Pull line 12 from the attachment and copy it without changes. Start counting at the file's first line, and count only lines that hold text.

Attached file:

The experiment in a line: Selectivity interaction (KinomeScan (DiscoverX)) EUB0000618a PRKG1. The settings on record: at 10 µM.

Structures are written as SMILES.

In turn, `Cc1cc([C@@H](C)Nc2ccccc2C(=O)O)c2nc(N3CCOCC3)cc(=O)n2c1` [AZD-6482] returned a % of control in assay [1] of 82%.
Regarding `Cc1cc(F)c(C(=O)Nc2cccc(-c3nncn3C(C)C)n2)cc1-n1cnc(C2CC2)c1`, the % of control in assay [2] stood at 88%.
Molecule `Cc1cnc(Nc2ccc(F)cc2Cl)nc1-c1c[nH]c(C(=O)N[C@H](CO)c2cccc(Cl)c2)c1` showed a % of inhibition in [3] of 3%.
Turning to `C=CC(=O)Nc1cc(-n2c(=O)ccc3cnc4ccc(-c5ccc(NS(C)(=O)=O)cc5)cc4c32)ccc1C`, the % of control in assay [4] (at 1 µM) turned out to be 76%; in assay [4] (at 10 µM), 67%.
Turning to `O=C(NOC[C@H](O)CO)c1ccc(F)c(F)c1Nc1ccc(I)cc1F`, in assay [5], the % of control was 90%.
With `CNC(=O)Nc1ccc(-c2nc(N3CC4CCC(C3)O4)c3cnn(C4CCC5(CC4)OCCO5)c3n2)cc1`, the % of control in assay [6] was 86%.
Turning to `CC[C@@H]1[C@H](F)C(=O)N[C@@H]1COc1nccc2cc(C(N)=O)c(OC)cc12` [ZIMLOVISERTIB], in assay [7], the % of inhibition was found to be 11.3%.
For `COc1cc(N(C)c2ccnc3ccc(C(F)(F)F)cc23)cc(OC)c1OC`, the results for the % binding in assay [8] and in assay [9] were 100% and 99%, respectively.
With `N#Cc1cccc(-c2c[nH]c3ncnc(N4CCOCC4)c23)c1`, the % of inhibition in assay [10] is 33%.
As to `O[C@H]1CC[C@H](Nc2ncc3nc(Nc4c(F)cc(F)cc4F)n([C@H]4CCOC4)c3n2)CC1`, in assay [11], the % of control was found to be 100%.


As to `O[C@H]1CC[C@H](Nc2ncc3nc(Nc4c(F)cc(F)cc4F)n([C@H]4CCOC4)c3n2)CC1`, in assay [11], the % of control was found to be 100%.